(HealthDay News) — Long-acting reversible contraception (LARC) is highly acceptable even among women who present to initiate short-acting reversible contraception (SARC), according to a study published online Sept. 19 in the American Journal of Obstetrics & Gynecology.
David Hubacher, Ph.D., from FHI 360 in Raleigh, N.C., and colleagues conducted a partially randomized patient preference trial involving 916 women aged 18 to 29 years who were seeking a short-acting contraceptive method. Forty-three percent of participants were randomized to either LARC or SARC. The remaining 57 percent of women who declined randomization but agreed to follow-up were observed after choosing their preferred method.
The researchers found that the probability of continuation at 12 months was 63.3, 53.0, and 77.8 percent for the preference SARC, randomized SARC, and randomized LARC, respectively (P < 0.001 in the comparison involving randomized groups). The probability of 12-month cumulative pregnancy was 6.4, 7.7, and 0.7 percent, respectively (P = 0.01 comparing randomized groups). The proportion who were happy/neutral with their initial method was 78 percent for randomized LARC users versus 89 percent for randomized SARC users (P < 0.05). All groups were equally happy/neutral among method continuers at 12 months (>90 percent).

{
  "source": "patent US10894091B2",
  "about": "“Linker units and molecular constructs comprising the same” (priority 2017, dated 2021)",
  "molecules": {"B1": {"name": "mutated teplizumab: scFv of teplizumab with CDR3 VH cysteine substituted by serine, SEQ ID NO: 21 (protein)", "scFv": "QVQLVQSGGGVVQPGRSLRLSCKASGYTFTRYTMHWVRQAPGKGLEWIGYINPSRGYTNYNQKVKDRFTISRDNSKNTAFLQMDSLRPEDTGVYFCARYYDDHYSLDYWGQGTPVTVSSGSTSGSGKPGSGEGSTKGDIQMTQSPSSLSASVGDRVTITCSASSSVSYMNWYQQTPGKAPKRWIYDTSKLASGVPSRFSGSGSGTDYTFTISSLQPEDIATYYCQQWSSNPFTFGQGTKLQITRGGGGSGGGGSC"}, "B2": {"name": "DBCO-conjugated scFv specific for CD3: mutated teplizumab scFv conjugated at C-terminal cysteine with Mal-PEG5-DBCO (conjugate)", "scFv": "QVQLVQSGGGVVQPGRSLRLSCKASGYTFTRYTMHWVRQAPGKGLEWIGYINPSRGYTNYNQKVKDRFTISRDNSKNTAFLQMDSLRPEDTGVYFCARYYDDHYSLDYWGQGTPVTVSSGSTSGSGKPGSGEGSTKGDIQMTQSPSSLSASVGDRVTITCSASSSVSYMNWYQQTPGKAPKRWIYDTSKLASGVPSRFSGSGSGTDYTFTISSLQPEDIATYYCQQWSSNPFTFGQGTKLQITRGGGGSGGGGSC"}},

“Even in a typical population of women who presented to initiate or continue short-acting reversible contraception, long-acting reversible contraception proved highly acceptable,” the authors write.
Several authors disclosed financial ties to Bayer, Teva, and Merck, all of which contributed funding to the study.